Two different labor negotiations caught my attention recently and the differences in how they were resolved, (or have not been resolved), paint a nice contrast in how tipping the balance of power in any negotiation continues to be a function of scarcity and ability to add unique, distinct, and not easily replaceable without significant switching costs value.
Exhibit A - The three-month long strike at Caterpillar by the International Association of Machinists and Aerospace Workers.
Points of Contention (simplified and abbreviated) - The company wants the union to accept a new six-year labor agreement, with wages essentially frozen for the duration of the contract, and with workers contributing an increasing percentage of pay towards healthcare costs. The union is countering that in a time of record corporate profits, that the company should not be demanding concessions from the union, and should consider the union and the workers as partners in success, and share more equitably the fruits of a great run of results.
(Likely) Outcome - hard to say for sure, but the recent history of labor actions in the industrial US suggests that Caterpillar management will emerge with all or most of the concessions they are seeking.
Exhibit B - Adult cast of the ABC TV comedy 'Modern Family' form a united front and stage essentially what amounts to a strike to achieve a significant pay rise for the coming and subsequent seasons.
Points of Contention - The cast, realizing the success of the show, and the strong bargaining position they held, basically wanted to maximize their earnings. The show's producers, also understanding the success of the show, wanted to continue to ride what is often elusive popularity in the entertainment world, while of course, keeping production costs as low as possible so as to maximize the show's profits.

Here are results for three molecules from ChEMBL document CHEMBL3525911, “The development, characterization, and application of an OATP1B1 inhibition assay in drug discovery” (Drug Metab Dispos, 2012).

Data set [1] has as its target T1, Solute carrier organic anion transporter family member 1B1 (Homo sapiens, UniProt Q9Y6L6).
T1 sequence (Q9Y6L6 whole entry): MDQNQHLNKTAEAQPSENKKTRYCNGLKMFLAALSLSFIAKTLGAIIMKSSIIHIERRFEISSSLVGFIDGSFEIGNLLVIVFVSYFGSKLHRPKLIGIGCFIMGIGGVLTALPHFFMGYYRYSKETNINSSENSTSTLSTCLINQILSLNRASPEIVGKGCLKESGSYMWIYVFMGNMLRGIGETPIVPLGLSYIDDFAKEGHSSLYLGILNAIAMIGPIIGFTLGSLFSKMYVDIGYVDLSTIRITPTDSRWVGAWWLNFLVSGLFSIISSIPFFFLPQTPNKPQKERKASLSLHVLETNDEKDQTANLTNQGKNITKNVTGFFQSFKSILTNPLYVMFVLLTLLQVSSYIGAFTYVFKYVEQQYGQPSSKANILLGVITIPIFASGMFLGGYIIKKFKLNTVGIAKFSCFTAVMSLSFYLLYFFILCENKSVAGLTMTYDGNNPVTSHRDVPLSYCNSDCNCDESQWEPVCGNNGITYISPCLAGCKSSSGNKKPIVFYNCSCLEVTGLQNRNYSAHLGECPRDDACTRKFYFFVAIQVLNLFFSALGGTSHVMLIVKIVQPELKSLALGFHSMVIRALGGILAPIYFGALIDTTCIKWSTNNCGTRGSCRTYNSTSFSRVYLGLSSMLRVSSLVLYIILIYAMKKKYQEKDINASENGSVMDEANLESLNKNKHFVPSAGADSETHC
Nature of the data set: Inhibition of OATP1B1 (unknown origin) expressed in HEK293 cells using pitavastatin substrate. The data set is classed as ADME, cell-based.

Outcome - The Modern Family cast all won hefty wage raises, although not fully what they were originally seeking. They also won a small stake in 'back-end' money, essentially a form of profit sharing, and agreed to one more year on the contract length than they originally wanted.
The moral to all this?
No, not the completely obvious conclusion that it is better to be a highly paid entertainer than a industrial factory worker, although in many ways that seems true.
No, I think the real story is that no matter what you do your negotiating power, leverage, and ability to extract the absolute best deal in any situation is almost completely a function of how easily replaceable you are. And the corollary is that we now live in a climate with a persistent and stubborn economic slowdown, and where the basic math doesn't seem to make sense.
A world where finding about 800 new and cheaper machinists seems like a more realistic possibility than finding 6 different funny actors.
Whatever you decide to do, better make sure there aren't 800 more just like you waiting for you to slip up or make a tactical negotiating blunder.